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In my experience, having type 2 diabetes means one challenge after another thrown my way. Here are a few I’ve faced — and conquered.

If you’re like me, then after you were diagnosed with type 2 diabetes, the first thing your doctor advised you to do was lose weight.

(Actually, I think doctors are programmed to say “lose weight” to everyone, whether they have diabetes or not!)

After my diagnosis in 1999, I wanted to drop a few pounds but wasn’t sure where to start. I met with a certified diabetes educator (CDE) and learned how to eat. I carried around a little notebook and wrote down everything I put in my mouth. I started cooking more and eating out less. I learned about portion control.

Within nine months, I lost 30 pounds. Over the years, I’ve lost about 15 more. For me, losing weight has been about educating myself and paying attention.

In my life, there’s the “BD” years (before diabetes) and “AD” years (after diabetes).

For me, a typical BD food day was biscuits and sausage gravy for breakfast, a pork barbecue sandwich and potato chips for lunch, a bag of M&Ms with a Coke for a snack, and chicken and dumplings with yeast rolls for dinner.

Dessert was a given at every meal. And I drank sweet tea. Lots and lots of sweet tea. (Guess where I grew up!)

In the AD years, living with my type 2 diagnosis, I learned about saturated fat. I learned about non-starchy vegetables. I learned about fiber. I learned about lean proteins. I learned what carbs gave me the biggest nutritional bang for the buck and which would be better to avoid.

My diet slowly evolved. A typical food day now is cottage cheese pancakes with blueberries and slivered almonds for breakfast, vegetarian chili with a salad for lunch, and chicken stir-fry with broccoli, bok choy, and carrots for dinner.

Dessert is usually fruit or a square of dark chocolate and a few walnuts. And I drink water. Lots and lots of water. If I can change my diet this dramatically, anyone can.

People often ask me how I was able to lose weight and keep it off. I’ve read that cutting calories — in other words, changing your diet — helps you lose weight, while exercising regularly helps you keep it off. That’s certainly been true for me.

Do I occasionally fall off the exercise wagon? Of course. But I don’t beat myself up about it, and I do get back on.

I used to tell myself that I didn’t have time to exercise. Once I learned to make fitness a regular part of my life, I discovered that I’m actually more productive because I have a better attitude and more energy. I also sleep better. Both exercise and adequate sleep are critical for me to manage diabetes effectively.

Having type 2 diabetes is stressful. And stress can increase blood sugar levels. It’s a vicious cycle.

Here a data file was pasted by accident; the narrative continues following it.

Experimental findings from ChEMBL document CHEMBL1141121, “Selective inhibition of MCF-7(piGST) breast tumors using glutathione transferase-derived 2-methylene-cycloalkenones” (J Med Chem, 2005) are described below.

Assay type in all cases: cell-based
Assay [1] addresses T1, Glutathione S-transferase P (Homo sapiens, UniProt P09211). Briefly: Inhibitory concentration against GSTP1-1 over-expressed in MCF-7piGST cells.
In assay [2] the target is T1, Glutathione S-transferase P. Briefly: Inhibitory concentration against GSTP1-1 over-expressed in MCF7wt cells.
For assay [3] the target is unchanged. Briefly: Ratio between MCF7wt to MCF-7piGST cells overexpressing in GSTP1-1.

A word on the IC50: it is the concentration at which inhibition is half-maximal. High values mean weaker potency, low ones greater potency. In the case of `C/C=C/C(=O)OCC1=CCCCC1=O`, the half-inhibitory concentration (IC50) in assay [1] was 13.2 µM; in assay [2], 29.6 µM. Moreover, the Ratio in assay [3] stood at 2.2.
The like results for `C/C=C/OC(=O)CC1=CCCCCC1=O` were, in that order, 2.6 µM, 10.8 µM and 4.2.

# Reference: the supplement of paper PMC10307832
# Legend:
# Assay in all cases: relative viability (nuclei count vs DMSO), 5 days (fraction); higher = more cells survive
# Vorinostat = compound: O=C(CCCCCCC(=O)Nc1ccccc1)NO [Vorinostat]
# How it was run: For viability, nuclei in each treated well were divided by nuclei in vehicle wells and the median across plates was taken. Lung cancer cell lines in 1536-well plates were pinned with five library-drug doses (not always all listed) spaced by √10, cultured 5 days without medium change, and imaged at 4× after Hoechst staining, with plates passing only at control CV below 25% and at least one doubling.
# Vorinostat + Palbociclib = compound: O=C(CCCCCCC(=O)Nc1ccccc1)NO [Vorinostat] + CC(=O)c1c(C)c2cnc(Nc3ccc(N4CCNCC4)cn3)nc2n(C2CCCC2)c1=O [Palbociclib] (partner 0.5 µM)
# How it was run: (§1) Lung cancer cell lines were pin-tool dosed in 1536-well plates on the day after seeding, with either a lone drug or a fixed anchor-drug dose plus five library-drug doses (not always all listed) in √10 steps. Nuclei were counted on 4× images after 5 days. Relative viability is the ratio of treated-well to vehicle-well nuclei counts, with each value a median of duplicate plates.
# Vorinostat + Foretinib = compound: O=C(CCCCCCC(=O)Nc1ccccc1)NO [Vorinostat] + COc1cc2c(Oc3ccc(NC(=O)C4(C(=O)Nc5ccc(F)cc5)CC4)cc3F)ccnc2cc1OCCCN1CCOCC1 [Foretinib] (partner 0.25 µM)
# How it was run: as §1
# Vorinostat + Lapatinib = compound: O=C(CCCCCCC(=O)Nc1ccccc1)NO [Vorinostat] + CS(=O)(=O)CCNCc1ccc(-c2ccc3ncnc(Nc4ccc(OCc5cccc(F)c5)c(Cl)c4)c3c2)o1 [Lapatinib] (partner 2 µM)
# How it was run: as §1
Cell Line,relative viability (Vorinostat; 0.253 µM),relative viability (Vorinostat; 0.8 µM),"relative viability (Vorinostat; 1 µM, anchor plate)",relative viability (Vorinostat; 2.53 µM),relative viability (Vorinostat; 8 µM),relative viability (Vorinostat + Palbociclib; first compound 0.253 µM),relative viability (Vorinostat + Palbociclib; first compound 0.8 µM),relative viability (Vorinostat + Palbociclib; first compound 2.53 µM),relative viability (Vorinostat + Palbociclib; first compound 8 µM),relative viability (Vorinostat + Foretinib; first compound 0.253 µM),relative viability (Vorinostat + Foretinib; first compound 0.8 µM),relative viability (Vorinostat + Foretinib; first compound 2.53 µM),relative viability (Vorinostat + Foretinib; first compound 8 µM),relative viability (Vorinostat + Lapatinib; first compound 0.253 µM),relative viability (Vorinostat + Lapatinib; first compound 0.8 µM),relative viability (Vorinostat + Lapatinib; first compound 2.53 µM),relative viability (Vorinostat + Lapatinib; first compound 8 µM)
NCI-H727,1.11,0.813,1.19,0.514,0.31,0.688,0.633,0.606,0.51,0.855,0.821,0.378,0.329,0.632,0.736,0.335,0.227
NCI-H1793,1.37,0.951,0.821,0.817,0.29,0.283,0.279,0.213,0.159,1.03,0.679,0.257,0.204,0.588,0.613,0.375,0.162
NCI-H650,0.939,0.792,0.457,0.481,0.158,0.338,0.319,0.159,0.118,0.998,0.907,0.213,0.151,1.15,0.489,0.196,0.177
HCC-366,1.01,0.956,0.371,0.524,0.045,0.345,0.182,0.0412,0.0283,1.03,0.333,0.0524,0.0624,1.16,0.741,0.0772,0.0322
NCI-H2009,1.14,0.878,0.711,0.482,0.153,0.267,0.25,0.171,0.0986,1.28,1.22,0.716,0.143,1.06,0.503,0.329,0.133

Plus, I’ve always been an overachiever, so I take on more than I should and then get overwhelmed. Once I started making other changes in my life, I wondered if I could manage stress better too. I’ve tried a few things, but what’s worked best for me is yoga.

My yoga practice has improved my strength and balance, sure, but it’s also taught me to be in the present moment instead of worrying about the past or the future. I can’t tell you how many times I’ve been in a stressful situation (hello, traffic!) and suddenly I hear my yoga teacher ask, “Who’s breathin’?”

I can’t say I never feel stressed anymore, but I can say that when I do, taking a few deep breaths makes it better.

I’m a very independent person, so I rarely ask for help. Even when assistance is offered, I have trouble accepting it (just ask my husband).

Several years ago, an article about my blog, Diabetic Foodie, appeared in a local newspaper, and someone from a diabetes support group invited me to a meeting. It was wonderful to be with other people who inherently understood what living with diabetes is like — they just “got it.”

Unfortunately, I moved and had to leave the group. Soon afterward, I met Anna Norton, CEO of DiabetesSisters, and we talked about the value of peer support communities and how much I missed my group. Now, a couple of years later, I’m leading two DiabetesSisters meetups in Richmond, Virginia.

If you aren’t in a support group, I highly recommend you find one. Learn to ask for help.

In my experience, type 2 diabetes brings challenges every day. You need to pay attention to your diet, get more exercise and better sleep, and manage stress. You may even want to lose some weight. Having support will help. If I can meet these challenges, you can too.

Shelby Kinnaird, author of The Diabetes Cookbook for Electric Pressure Cookers and The Pocket Carbohydrate Counter Guide for Diabetes, publishes recipes and tips for people who want to eat healthy at Diabetic Foodie, a website often stamped with a “top diabetes blog” label. Shelby is a passionate diabetes advocate who likes to make her voice heard in Washington, DC and she leads two DiabetesSisters support groups in Richmond, Virginia. She has successfully managed her type 2 diabetes since 1999.